Dress Code - Ethical

It is a fact - the textile industry is harmful to the environment.

This is true, first, in a physical sense: tons of low-quality, cheap clothing is thrown away every year, ending up in landfills.   But the textile industry is also harmful in its production methods, use of scarce resources, and in the resulting impact on people and animals.

Fashion seasons are short, and in our era of social media big-brother-everywhere, people don't want to wear the same outfits over and over.   They throw out perfectly good clothes.

It is time to start helping the environment and embrace sustainable fashion.   Dress ethically – you can make a difference.    


How to start dressing ethically

Follow a fashion blogger

Ethical fashion bloggers are out there with great stories and tons of inspiration.   Start following a few on Instagram or do a Google search – you’ll find articles full of knowledge and expertise from all over the world to inspire you.   You know what they say – knowledge is power.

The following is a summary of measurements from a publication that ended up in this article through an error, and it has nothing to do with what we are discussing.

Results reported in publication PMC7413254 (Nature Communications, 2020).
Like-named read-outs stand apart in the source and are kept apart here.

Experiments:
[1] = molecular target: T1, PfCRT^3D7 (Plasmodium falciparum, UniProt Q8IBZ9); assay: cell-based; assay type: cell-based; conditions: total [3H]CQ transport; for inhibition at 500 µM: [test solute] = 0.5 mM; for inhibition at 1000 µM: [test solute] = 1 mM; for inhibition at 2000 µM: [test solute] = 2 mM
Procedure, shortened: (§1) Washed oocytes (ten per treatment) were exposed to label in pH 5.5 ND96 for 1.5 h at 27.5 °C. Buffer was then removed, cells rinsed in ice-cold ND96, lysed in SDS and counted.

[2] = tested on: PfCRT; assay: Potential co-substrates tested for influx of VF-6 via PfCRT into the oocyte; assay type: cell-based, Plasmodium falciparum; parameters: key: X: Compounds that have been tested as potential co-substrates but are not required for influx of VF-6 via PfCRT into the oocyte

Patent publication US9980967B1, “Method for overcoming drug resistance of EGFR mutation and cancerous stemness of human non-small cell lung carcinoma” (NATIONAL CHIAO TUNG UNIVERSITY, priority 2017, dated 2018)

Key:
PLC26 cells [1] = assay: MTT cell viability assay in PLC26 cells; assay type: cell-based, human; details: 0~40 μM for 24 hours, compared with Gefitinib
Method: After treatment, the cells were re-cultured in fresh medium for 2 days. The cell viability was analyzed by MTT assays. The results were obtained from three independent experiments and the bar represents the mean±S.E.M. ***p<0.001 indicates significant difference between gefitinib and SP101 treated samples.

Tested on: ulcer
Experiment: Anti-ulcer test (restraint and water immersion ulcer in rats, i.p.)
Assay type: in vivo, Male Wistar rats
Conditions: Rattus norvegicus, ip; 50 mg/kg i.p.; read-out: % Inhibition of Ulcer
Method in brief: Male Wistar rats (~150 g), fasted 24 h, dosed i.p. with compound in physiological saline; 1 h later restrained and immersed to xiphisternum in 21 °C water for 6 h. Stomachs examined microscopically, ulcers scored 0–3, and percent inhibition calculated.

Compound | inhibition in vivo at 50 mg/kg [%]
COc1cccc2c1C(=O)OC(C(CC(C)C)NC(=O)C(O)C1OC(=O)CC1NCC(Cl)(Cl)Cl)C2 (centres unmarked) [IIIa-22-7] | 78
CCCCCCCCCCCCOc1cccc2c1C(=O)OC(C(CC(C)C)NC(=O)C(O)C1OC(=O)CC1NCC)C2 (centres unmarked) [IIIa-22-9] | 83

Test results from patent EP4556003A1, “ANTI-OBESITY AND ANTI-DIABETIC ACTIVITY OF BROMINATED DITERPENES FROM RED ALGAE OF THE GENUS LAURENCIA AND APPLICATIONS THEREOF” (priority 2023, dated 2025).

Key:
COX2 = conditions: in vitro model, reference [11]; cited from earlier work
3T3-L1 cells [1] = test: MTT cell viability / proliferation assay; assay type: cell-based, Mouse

Cultivate a 'buy-for-life' attitude

Don’t let social media dictate what you do or can’t do.   A recent newspaper article revealed that one in ten people would throw away a piece of clothing after being pictured on social media wearing it two or three times.

Isn't it sad? Shouldn't we instead buy what we love and strive to wear it as often as we like?  But, be sure to buy durable, quality clothing so that it can keep for a long time.

And if you love sequins?   Well, they do add to plastic pollution.   But, if you must – remember, try and buy for life.   Let your sequin dress follow you to the nursing home.  Why not?

Natural fabrics rule!

Organic fabrics are better for the environment than synthetic ones.   Choose wool, organic cotton, linen, or Tencel. Avoid lurex, polyester, and nylon.